a somewhat faithful translation to the Beatles’ song
Blackbird singing in the dead of night
Take these broken wings and learn to fly
All your life
You were only waiting for this moment to arise
Black bird singing in the dead of night
Take these sunken eyes and learn to see
All your life
You were only waiting for this moment to be free
How clever – I will have to hold onto my bowl and take care of it, otherwise the bowl will break. No bowl, no food, no life – forget all the other stuff!
Ma and I walked through Fort Totten for Fourth of July. Throughout the island are dilapidated buildings, vines creeping around the sides. Some are boarded with wood, featuring signs of what will be coming soon. WOMEN’S CENTER OF NEW YORK. Or some remaining plaque will glimmer in the sunlight. POLICE RECREATION CENTER.
Originally an army base from the late 1800s, the Department of Defense eventually sold the parcel of land to the Department of Parks and Recreation.
Though Fort Totten is a public park, it actually looks like a small town, featuring a church and colonial-looking houses overlooking Little Neck Bay. FDNY, the Coast Guard, NYPD and other groups still occupy most of these buildings for trainings and administration.
Ma makes a face as we pass by a two-story home with boarded windows. No one else is around. I snap a photo of Ma’s grimace and move the phone to film the house.
Ma waves her hand at me. “Don’t do that! There are bad vibes here!”
“What does that have to do with the video?” I ask.
“If you take the photo and bad spirits are around, you will capture that bad spirit! And they will stay with you!”
I laughed out loud then. But in retrospect I have a queasy feeling in my gut.
This place was a fort so there have definitely been casualties. What if those people had unsettled matters? Definitely did not want to be at Fort Totten after dark.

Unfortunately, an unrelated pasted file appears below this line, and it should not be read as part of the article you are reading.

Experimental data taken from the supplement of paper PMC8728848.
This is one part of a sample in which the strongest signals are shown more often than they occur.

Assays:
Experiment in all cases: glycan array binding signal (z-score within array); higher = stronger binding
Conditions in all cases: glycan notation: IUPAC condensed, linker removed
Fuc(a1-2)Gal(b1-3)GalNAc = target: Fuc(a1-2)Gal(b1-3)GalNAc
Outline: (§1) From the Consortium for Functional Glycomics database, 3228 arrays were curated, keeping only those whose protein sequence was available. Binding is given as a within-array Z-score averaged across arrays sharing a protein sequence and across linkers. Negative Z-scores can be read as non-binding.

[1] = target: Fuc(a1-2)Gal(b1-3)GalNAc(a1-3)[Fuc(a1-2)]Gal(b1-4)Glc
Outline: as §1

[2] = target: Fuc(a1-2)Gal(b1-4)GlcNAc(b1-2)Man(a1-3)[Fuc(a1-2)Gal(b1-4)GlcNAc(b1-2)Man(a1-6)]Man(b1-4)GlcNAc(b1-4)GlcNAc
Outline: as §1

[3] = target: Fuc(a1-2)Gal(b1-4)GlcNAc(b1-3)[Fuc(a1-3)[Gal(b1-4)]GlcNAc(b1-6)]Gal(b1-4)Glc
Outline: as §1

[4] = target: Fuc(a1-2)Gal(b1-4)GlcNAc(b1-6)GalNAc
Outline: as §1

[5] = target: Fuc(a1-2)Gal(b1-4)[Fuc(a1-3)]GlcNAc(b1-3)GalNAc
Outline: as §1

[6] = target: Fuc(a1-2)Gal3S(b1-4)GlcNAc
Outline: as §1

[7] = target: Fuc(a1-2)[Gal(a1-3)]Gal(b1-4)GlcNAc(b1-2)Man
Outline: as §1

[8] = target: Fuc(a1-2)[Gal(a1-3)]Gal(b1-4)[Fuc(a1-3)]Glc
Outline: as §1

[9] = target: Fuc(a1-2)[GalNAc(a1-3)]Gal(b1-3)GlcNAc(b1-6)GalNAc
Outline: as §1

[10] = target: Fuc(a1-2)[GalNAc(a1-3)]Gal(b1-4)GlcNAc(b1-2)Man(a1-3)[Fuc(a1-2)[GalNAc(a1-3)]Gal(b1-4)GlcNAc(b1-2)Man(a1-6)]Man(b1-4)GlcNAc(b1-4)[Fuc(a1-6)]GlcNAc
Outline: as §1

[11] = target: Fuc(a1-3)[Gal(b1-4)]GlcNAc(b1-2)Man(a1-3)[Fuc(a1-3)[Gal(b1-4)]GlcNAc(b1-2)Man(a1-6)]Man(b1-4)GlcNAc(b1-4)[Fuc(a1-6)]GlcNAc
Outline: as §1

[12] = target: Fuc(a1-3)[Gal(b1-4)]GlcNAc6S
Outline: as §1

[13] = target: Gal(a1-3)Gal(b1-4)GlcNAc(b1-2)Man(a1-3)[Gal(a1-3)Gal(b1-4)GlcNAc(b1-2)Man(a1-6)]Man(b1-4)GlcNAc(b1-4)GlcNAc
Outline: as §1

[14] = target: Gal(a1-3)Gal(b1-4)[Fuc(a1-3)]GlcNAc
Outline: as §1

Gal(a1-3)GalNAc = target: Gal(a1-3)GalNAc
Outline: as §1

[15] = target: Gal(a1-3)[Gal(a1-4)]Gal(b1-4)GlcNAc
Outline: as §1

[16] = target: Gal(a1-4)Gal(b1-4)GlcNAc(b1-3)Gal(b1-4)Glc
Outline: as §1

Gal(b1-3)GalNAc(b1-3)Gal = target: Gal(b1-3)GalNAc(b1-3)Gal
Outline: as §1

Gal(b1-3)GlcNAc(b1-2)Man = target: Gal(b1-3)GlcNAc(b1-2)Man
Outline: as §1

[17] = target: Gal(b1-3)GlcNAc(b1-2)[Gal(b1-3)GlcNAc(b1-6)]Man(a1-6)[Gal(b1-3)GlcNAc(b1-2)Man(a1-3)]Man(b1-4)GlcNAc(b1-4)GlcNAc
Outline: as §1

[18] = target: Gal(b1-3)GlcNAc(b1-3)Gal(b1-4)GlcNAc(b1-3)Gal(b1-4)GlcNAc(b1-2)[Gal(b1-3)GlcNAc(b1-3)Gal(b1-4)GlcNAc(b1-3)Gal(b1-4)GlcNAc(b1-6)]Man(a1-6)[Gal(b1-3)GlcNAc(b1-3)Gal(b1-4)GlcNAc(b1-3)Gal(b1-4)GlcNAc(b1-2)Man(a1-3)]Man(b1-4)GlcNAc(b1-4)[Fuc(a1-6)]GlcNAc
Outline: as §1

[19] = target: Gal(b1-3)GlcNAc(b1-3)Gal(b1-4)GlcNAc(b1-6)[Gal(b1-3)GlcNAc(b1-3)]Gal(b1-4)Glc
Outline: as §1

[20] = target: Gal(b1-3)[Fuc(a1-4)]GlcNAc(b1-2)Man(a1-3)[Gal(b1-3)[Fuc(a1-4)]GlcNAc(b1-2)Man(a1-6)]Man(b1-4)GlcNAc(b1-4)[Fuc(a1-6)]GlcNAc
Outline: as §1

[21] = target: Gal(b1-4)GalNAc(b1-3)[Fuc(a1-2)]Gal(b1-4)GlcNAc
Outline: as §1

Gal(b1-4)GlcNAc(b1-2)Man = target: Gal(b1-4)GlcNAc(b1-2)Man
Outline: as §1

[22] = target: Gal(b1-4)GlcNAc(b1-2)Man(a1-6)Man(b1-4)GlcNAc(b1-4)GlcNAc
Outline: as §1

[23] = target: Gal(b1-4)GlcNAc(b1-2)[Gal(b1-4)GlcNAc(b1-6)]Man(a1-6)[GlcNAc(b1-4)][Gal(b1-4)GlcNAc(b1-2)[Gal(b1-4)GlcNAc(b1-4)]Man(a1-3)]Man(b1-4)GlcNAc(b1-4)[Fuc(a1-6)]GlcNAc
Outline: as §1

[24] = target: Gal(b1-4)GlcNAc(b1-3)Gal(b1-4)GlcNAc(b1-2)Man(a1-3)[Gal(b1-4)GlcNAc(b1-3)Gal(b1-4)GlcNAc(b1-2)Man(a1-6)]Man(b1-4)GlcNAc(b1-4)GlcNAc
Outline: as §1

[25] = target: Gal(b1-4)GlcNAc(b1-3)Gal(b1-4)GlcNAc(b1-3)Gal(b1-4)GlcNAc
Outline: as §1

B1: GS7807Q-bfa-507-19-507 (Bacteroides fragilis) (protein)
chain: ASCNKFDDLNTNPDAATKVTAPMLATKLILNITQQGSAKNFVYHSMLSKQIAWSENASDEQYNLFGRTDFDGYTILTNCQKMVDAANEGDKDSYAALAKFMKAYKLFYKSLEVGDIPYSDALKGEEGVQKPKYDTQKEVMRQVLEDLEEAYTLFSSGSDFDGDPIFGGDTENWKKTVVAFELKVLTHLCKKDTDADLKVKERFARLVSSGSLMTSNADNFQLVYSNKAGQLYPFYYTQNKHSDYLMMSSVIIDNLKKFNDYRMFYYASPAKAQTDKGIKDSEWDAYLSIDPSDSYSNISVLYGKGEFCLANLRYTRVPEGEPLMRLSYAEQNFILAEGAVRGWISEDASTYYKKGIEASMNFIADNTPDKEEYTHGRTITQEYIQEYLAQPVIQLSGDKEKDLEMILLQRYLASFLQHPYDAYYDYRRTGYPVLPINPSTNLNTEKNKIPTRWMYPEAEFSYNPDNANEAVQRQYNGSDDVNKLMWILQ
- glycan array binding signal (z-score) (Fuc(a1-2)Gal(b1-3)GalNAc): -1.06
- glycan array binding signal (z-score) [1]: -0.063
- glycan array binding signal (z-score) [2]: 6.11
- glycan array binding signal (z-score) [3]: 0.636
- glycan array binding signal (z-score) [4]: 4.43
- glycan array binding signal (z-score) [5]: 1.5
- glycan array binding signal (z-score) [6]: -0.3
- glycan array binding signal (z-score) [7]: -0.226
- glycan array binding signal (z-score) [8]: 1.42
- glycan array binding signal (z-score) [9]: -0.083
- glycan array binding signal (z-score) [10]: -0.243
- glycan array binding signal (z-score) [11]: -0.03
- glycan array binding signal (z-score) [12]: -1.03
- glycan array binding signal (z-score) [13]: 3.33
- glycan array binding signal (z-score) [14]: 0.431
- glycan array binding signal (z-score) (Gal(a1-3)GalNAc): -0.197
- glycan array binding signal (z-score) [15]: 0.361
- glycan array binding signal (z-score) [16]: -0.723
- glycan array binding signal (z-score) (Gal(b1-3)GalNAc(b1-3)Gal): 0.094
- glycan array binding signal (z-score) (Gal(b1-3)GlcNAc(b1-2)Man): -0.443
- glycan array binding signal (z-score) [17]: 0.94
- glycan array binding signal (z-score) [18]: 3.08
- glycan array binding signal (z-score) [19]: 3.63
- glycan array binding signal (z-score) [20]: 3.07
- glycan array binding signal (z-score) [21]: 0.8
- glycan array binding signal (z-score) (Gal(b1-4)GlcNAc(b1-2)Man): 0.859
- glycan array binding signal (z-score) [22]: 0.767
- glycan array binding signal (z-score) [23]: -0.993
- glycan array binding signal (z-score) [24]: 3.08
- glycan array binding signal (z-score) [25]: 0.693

Forgot Ma was so superstitious. She’s definitely told me stories of “encounters” in Taiwan. Seems to be prevalent in Taiwanese / Minnan folklore.
I am making a conscious decision to choose my inner passion over obligation to others.
It’s so hard to gauge my own feelings when I absorb the energy of those around me. I become a chameleon, wanting what others want.
I need the solace to think through what’s best for me. Otherwise I will be old and realize when it’s too late that I’m living my life for others, and not for myself.
What are my passions? Which are the dreams I want to chase?
I have so many ambitions to learn languages to a certain level that I’m scared to write it all out. Too frightened to make mistakes. I overthink and end up not posting a blog entry. I am indecisive between what language to work on next. What makes the most sense? Which language speaks to me?
To a certain extent, each language speaks to me in a different way. And I hope to explore that in the course of the coming months in blog entry form.
English is the language of my wittiness and academia
Spanish is where I feel safe in my language wordplay, freedom to be sensual and defy expectations
Mandarin is my language of organizing, but it is also a language of expectation and other’s authority over me
Taiwanese reminds me of grandma, home, overdramatic teleseries & broken-hearted love songs
Arabic is the language of insurmountable challenge and the class that my boyfriend and I took together
Korean is the language that has surrounded me my entire youth and the language my Pakistani friend and I chose (unsucessfully) to be our “gossip language”
Tagalog is the language of my partner
Cantonese are both the seniors in my community work and the languages of middle school AZN friends who played handball, and HK pop icon Jacky Cheung (<3)
French is the souvenir from that long Quebec trip and that class where I first interacted with rich kids from the Upper East Side
Italian is senior year high school, professor leather boots
Latin is tutoring my friend in high school, declensions, and corny perverted Latin jokes
Brazilian Portuguese, Burmese, Vietnamese are travels in my favorite places
Hakka and Fuzhounese are the languages of loss and exile, after my paternal grandparents fled from Mainland to Taiwan